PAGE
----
Armed with this information, we concluded the exploitation process by strategically placing a custom DLL into our designated directory, closely mimicking the name of the legitimate DLL expected by the targeted binary. When the vulnerable binary is executed, it attempts to load the required DLLs. Windows systematically conducts this search based on the established loading order, with a crucial check of the current working directory early in the process. At this point, our custom DLL is discovered and loaded instead of the legitimate counterpart.



Proof of Concept (PoC)

We started creating filters within the Process Monitor to sift through outcomes featuring the values "PATH NOT FOUND", "CreateFile", and "NAME NOT FOUND". Additionally, we focused on the results containing the designated path "NOT_A_SYSTEM_FOLDER_MS”, which is a folder created on the desktop containing the files which will be used in research purposes.


Within our created folder, we have placed a custom DLL that will be injected into memory using the DLL Search Order Hijacking technique. In addition to the custom DLL, we have also developed an executable with the sole purpose of executing all other binaries located in the WinSxS folder and monitoring their operations. This executable is designed to identify vulnerable files residing in the WinSxS folder.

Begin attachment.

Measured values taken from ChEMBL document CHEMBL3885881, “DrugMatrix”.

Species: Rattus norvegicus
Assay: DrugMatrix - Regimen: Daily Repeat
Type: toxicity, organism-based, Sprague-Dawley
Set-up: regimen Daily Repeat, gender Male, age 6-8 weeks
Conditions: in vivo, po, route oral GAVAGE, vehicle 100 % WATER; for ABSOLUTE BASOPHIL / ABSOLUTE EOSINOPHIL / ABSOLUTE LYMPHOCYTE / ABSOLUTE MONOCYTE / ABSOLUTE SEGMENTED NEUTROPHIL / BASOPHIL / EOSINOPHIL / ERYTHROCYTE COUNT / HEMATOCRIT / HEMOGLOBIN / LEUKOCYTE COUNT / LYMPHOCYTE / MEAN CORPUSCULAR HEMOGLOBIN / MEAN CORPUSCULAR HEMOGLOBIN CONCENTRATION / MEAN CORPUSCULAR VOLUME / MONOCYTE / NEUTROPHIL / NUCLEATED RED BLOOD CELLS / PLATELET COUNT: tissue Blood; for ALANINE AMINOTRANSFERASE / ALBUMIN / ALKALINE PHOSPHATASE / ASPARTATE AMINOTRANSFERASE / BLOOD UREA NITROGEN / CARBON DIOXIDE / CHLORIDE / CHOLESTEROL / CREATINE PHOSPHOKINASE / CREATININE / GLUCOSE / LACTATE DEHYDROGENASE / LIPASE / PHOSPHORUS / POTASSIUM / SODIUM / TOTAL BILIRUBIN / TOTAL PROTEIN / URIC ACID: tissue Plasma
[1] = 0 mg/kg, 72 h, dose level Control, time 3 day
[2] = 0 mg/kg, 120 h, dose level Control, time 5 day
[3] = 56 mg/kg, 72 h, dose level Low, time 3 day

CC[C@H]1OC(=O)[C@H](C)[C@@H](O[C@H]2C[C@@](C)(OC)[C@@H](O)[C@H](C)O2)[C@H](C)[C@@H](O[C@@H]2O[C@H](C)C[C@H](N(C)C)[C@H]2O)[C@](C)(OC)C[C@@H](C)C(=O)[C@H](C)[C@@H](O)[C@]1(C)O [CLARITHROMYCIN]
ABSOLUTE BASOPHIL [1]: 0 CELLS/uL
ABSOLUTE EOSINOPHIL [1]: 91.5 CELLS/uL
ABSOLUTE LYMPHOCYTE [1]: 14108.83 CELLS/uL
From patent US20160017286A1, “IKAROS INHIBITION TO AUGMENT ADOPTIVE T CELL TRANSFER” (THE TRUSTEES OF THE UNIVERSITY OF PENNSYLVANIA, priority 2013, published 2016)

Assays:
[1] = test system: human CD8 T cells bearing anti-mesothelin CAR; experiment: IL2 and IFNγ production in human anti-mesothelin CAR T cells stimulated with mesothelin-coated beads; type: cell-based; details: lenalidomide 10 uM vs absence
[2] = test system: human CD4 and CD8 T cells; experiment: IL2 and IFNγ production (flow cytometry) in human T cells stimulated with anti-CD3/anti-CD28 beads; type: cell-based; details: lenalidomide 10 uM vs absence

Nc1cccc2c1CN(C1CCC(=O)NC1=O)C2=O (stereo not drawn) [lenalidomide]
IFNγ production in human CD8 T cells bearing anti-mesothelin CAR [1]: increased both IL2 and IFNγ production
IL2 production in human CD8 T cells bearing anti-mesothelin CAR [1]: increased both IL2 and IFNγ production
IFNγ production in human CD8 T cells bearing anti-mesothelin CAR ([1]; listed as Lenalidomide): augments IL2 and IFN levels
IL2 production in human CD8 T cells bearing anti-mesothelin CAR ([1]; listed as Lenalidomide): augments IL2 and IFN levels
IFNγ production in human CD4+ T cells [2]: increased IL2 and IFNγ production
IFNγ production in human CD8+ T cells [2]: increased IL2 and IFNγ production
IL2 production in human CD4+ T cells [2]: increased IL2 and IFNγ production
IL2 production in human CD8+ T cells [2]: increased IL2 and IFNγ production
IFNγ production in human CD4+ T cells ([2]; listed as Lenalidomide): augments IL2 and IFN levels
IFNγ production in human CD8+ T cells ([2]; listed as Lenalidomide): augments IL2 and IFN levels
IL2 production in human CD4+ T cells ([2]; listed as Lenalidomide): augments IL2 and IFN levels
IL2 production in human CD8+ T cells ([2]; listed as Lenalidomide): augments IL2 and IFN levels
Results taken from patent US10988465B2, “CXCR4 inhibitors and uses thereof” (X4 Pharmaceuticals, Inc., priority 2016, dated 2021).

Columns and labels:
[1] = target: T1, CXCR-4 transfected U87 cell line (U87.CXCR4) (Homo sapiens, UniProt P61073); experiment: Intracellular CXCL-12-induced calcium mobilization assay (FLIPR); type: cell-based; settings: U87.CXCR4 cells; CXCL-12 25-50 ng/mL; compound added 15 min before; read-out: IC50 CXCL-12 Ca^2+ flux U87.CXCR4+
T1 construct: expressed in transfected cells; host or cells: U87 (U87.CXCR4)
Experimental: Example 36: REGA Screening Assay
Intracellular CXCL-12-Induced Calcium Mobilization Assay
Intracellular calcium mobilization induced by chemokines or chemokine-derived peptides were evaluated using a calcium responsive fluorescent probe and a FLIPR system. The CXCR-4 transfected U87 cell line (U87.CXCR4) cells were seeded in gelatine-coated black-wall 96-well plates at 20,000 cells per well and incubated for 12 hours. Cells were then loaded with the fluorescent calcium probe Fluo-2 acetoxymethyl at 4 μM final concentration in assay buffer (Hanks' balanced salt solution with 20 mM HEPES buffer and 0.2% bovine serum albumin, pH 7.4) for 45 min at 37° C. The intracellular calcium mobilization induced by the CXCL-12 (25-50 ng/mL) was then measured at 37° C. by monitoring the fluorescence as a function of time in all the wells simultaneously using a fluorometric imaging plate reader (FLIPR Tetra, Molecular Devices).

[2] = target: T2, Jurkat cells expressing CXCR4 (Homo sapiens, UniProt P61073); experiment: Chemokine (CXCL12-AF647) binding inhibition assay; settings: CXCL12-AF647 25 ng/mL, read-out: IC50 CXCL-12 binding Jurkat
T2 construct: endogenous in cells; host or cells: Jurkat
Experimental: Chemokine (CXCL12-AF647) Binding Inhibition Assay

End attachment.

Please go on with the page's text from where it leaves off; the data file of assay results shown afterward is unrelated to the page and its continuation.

After the execution of our custom tool, we identified binaries such as "ngentask.exe" and "aspnet_wp.exe" that attempted to search for their respective DLLs within our current directory, labeled as "NOT_A_SYSTEM_FOLDER_MS". This observation indicated the potential for loading our custom DLL simply by renaming it to match the expected DLL file sought by these executables. Our research then focused on the "ngentask.exe" binary for further analysis.



In essence, we can trigger the vulnerability by simply launching a command line from a shell that uses our folder "NOT_A_SYSTEM_FOLDER_MS" as the current directory, without the need to copy or move the vulnerable file outside of WinSxS. This action will lead the targeted binary to execute our DLL since it will only locate it inside our directory. This highlights the power of our implementation, which only requires a command line and a DLL to be injected. There is no need to bring your own vulnerable application, as is often the case in attacks involving DLL Search Order Hijacking, such as the case of PlugX, reported in the past by TrendMicro, which abused a binary related to the open-source debugger x32dbg to load malicious code.